Should I throw my CDs away?
Deciding the digital dilemma
The explosion of the online music industry is changing the way we buy, listen and discover music. How does online music work and what benefits does it give you? What do the changes that are occurring mean for your CD collection and future purchases? Finally, how can you be sure that your music is absolutely safe for years to come? The answers to these questions will greatly influence your musical purchasing decisions for years to come.
Step 1: What is downloadable music?
Digital music is stored on large servers around the world. It is a file just like any other, and can be transmitted over the Internet from owner to buyer. The recipient then puts the file on their hard drive and can play it immediately. It can be moved to any number of devices, such as portable mp3 players (a generic term for a compressed music file).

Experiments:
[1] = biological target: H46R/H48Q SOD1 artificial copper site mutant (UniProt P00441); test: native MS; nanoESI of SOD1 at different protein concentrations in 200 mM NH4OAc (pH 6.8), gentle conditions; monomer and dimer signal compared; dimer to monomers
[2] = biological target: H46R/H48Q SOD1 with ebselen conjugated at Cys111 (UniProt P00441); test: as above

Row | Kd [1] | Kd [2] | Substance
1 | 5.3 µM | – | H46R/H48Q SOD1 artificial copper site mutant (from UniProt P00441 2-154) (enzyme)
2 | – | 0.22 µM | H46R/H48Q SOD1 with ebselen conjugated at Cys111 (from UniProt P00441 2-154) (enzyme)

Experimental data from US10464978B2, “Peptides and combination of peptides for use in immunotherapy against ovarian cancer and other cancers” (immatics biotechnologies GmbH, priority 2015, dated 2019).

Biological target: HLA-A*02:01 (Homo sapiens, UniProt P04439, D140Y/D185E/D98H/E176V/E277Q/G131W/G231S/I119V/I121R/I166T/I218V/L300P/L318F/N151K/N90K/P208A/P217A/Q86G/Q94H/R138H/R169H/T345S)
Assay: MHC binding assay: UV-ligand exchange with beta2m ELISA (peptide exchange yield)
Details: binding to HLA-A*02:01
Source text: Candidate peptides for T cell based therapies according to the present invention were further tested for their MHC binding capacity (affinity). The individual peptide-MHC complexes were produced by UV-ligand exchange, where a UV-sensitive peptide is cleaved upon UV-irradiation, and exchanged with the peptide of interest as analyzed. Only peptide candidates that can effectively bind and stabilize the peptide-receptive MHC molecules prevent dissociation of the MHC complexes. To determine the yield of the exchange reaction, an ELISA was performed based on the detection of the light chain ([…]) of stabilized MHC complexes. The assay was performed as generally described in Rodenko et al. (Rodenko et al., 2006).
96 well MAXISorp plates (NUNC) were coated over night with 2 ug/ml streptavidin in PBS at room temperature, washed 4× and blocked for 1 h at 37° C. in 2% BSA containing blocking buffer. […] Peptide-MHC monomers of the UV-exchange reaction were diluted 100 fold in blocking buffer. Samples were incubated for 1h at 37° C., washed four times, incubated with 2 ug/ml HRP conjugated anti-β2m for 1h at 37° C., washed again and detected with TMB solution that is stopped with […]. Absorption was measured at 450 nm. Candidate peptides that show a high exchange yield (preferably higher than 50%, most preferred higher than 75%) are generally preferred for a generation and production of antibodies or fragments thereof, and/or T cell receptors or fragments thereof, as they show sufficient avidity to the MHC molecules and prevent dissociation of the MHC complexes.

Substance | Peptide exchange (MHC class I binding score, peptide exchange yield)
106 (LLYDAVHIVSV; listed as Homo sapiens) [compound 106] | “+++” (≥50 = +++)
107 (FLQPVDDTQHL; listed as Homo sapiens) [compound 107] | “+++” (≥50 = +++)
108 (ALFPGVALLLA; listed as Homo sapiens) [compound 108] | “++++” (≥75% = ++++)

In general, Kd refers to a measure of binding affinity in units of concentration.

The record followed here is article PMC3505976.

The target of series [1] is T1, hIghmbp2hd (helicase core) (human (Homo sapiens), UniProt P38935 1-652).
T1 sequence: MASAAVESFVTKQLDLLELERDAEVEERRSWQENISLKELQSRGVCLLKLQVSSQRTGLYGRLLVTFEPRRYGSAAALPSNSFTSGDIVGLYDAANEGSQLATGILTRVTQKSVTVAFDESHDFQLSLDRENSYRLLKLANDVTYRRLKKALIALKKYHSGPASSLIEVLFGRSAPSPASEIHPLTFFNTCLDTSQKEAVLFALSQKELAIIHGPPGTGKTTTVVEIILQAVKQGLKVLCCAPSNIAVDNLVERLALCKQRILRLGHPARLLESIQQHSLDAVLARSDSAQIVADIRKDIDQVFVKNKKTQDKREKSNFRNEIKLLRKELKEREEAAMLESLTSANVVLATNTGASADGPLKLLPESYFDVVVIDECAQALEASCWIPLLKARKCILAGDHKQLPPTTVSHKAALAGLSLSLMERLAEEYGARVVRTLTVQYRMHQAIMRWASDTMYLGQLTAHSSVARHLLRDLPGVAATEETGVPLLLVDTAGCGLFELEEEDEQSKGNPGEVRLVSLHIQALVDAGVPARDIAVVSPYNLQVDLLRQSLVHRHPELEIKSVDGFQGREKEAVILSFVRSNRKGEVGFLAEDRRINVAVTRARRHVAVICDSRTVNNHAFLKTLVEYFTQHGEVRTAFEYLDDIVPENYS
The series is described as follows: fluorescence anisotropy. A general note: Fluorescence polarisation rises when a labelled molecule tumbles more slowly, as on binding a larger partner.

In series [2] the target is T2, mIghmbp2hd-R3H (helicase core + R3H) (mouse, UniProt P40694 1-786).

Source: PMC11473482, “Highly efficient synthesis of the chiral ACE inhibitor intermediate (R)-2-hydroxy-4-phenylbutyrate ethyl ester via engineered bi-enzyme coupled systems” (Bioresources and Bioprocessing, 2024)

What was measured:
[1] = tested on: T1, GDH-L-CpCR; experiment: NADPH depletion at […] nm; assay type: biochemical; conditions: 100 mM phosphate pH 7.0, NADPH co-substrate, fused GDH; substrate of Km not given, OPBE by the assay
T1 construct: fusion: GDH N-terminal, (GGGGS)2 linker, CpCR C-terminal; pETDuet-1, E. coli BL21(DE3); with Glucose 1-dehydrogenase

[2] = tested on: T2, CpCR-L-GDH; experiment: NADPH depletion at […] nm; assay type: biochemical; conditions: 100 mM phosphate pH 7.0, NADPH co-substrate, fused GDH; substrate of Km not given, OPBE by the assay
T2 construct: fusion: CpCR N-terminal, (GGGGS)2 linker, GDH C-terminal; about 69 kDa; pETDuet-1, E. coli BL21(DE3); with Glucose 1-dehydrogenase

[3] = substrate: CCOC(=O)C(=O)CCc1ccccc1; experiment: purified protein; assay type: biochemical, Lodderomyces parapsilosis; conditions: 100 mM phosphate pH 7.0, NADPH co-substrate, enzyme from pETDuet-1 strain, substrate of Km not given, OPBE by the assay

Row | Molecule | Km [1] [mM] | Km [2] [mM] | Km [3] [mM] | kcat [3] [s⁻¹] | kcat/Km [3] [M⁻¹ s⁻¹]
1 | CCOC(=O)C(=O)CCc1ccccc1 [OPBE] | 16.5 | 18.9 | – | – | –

Step 2: How does this affect my choice?
Before the expansion of online music distribution, you had to make a trip to the music store, buy a tape or CD, and take it home to hear the music. If the music you wanted was not available locally, you were forced to find a catalog and order it through the mail. This process could take anywhere from several days to weeks. Now, no matter how obscure your musical tastes, you can find song and be listening within a few minutes.
Step 3: Discovering music now vs. then
During the pre-internet days, people discovered music by listening to the radio, word of mouth, or reading print magazines. Now all one needs to do is go online. There are thousands of Internet radio stations playing music 24 hours a day from new and old bands alike. There are chat rooms where fans can discuss and/or swap music. And there are hundreds of online magazines to keep you informed about the latest news without heading to the newsstand.